Flyers with only a little training.

I would think that either the integrity of the axle would be suspect (how does it connect together,
anyway?) or the connection would be as time-consuming to deal with as a standard wheel.

Nothing wrong with touching the gear shifters. On the other hand, here you would have to remove the
QR completely. And manage to get the thing uncoupled, and then back again.

--

David L. Johnson

__o | Some people used to claim that, if enough monkeys sat in front _`\(,_ | of enough
typewriters and typed long enough, eventually one of (_)/ (_) | them would reproduce the
collected works of Shakespeare. The internet has proven this not to be the case.
 
M

Marten Gerritse

Guest
> On Tue, 25 Feb 2003 01:26:56 -0500, DocVelo wrote:
>
> > I just received pictures, from an european engineer, about a new rear hub concept.
> >
> > With this hub, it's possible to remove and/or replace the rear wheel , without touching gear
> > shifters, because the freewheel body remains at it's place on the bike frame, while removing the
> > wheel...
> >
> > I'd like to know your opinion about this new hub.
> >
> > I put pictures on this page : http://docvelo.membres.jexiste.org/nv_moyeu.htm
> >
>

These things have been around for ages. Can't remember if I've seen them with cassettes, but I have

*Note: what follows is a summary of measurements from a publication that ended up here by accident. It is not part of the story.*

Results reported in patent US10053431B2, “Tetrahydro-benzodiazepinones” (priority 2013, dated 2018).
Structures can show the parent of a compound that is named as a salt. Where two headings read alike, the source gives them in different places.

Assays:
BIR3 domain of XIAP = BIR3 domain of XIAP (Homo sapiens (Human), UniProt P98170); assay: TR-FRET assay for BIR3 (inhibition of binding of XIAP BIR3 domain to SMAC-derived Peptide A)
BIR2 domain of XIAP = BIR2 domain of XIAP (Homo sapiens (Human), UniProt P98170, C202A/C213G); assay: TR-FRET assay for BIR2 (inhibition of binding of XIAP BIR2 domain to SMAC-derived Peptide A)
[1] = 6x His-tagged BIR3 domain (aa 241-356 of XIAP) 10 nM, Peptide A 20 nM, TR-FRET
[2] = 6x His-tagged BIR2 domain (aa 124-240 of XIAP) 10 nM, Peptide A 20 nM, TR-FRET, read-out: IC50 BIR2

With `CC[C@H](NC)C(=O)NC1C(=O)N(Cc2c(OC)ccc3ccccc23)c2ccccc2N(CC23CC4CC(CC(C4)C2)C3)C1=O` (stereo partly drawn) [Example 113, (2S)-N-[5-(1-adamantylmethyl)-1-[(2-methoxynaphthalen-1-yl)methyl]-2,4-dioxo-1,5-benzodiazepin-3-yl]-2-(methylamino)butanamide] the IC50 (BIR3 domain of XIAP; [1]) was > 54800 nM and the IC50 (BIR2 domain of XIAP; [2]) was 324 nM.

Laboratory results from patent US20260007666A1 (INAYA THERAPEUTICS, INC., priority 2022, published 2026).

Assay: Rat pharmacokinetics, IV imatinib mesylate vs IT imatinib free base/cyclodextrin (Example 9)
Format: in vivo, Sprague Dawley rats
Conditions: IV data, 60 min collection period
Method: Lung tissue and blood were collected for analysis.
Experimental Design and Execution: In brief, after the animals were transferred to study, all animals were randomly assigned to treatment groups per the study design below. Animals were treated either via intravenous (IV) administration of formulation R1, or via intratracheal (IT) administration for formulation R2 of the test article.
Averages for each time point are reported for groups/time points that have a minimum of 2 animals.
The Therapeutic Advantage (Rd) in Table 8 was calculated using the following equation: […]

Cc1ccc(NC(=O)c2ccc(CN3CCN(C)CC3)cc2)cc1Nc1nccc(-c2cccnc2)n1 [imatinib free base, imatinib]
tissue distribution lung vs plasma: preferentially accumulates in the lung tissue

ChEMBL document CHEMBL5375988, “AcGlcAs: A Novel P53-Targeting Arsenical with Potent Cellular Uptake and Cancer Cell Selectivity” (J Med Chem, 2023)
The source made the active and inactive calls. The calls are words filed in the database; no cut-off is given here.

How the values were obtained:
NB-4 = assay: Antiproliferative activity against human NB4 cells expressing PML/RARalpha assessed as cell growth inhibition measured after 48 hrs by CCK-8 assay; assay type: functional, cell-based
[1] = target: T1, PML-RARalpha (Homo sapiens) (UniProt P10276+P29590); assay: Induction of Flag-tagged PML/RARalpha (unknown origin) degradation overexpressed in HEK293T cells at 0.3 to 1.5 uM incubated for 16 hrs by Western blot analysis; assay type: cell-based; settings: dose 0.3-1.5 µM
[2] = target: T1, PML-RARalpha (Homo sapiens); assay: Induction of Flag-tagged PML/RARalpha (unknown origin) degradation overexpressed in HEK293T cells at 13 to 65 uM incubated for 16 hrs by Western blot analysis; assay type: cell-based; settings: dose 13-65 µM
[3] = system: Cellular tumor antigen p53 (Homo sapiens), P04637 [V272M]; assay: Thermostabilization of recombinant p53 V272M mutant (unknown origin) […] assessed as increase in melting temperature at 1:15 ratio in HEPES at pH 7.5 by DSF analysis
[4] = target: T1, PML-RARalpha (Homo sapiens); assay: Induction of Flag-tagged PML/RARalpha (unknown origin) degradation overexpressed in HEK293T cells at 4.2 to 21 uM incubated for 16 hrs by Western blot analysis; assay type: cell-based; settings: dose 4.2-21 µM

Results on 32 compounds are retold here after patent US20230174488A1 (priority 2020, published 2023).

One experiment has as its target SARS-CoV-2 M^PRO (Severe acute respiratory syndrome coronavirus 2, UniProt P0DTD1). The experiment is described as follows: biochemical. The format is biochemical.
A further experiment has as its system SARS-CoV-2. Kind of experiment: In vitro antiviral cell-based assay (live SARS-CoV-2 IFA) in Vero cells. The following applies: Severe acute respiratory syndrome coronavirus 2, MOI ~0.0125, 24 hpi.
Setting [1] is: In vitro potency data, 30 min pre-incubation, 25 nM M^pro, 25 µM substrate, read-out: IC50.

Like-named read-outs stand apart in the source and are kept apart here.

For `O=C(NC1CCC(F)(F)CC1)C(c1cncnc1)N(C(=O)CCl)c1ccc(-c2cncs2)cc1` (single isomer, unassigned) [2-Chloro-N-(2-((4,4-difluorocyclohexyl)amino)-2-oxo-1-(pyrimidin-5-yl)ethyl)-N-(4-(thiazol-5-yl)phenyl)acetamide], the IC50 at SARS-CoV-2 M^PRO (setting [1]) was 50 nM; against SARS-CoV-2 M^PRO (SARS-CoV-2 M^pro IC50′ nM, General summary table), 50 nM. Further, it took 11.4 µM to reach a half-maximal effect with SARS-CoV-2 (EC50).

a freewheelversion at the office. Only practical use I see is with a travel bike: A flat wheel
without cogs packs a lot easier in a suitcase. /Marten
 
R

Rlbeldon

Guest
"DocVelo" <[email protected]> wrote in news:[email protected]:
> I just received pictures, from an european engineer, about a new rear hub concept.
>
> With this hub, it's possible to remove and/or replace the rear wheel , without touching gear
> shifters, because the freewheel body remains at it's place on the bike frame, while removing the
> wheel...

Cinelli did this decades ago. It was possible to exchange front and rear wheels with their system.

> I'd like to know your opinion about this new hub.
>
> I put pictures on this page : http://docvelo.membres.jexiste.org/nv_moyeu.htm
>
> Does the thing deserve some interest ? Any potential ? Thanx for your comments, that will be sent
> to the designer.
>
> J. Ouellet
 
A

A Muzi

Guest
"DocVelo" <[email protected]> wrote in message news:[email protected]...
> I just received pictures, from an european engineer, about a new rear hub concept.
>
> With this hub, it's possible to remove and/or replace the rear wheel , without touching gear
> shifters, because the freewheel body remains at it's place on the bike frame, while removing the
> wheel...
>
> I'd like to know your opinion about this new hub.

Been done, the Cinelli Bivalent Hub system.
--
Andrew Muzi http://www.yellowjersey.org Open every day since 1 April 1971
 
J

Jeff Wills

Guest
"A Muzi" <[email protected]> wrote in message news:<[email protected]>...
> "DocVelo" <[email protected]> wrote in message
> news:[email protected]...
> > I just received pictures, from an european engineer, about a new rear hub concept.
> >
> > With this hub, it's possible to remove and/or replace the rear wheel , without touching gear
> > shifters, because the freewheel body remains at it's place on the bike frame, while removing the
> > wheel...
> >
> > I'd like to know your opinion about this new hub.
>
>
> Been done, the Cinelli Bivalent Hub system.

Yep: http://www.classicrendezvous.com/Italy/Cinelli_parts.htm (scroll to the bottom)
http://www.classicrendezvous.com/Market_highs/Cinelli_Bi-Valent_hubs.htm